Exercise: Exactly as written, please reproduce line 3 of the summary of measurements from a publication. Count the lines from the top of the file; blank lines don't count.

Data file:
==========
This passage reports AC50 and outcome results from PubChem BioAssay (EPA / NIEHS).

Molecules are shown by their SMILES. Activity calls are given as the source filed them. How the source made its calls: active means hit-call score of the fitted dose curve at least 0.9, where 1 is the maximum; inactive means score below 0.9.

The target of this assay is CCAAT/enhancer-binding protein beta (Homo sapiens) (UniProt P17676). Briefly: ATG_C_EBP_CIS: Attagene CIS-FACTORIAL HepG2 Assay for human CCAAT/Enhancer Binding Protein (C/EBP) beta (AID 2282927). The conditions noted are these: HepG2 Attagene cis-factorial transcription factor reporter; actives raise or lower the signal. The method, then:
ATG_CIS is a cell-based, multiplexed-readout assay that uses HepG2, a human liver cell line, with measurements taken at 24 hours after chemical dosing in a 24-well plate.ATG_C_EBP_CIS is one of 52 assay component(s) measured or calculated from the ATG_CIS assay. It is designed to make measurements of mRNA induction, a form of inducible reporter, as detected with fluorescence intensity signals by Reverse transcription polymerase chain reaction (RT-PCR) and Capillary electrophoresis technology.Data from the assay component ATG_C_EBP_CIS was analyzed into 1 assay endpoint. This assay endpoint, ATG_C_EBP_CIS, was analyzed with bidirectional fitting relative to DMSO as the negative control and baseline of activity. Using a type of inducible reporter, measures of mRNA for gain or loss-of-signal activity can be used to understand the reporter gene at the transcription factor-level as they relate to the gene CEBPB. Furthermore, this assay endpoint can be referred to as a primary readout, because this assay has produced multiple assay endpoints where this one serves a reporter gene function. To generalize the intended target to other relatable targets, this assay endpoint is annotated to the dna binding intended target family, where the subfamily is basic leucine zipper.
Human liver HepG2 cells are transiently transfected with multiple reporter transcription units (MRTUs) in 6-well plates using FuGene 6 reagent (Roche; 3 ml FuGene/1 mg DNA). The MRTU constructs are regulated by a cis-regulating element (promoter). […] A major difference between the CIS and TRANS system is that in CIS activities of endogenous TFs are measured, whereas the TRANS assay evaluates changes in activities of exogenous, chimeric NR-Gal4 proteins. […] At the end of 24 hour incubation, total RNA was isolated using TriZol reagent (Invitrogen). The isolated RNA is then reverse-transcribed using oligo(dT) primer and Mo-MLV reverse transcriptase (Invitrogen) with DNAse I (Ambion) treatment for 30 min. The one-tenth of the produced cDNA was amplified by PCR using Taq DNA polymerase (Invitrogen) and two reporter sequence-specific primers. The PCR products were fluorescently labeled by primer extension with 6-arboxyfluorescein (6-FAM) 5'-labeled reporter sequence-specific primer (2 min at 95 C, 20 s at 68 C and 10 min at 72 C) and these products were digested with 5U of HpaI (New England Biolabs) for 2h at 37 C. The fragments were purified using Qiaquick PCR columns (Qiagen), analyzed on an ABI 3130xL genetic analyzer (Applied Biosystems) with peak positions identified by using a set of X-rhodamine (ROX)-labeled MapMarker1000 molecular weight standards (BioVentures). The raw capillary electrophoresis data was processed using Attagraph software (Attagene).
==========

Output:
The target of this assay is CCAAT/enhancer-binding protein beta (Homo sapiens) (UniProt P17676). Briefly: ATG_C_EBP_CIS: Attagene CIS-FACTORIAL HepG2 Assay for human CCAAT/Enhancer Binding Protein (C/EBP) beta (AID 2282927). The conditions noted are these: HepG2 Attagene cis-factorial transcription factor reporter; actives raise or lower the signal. The method, then: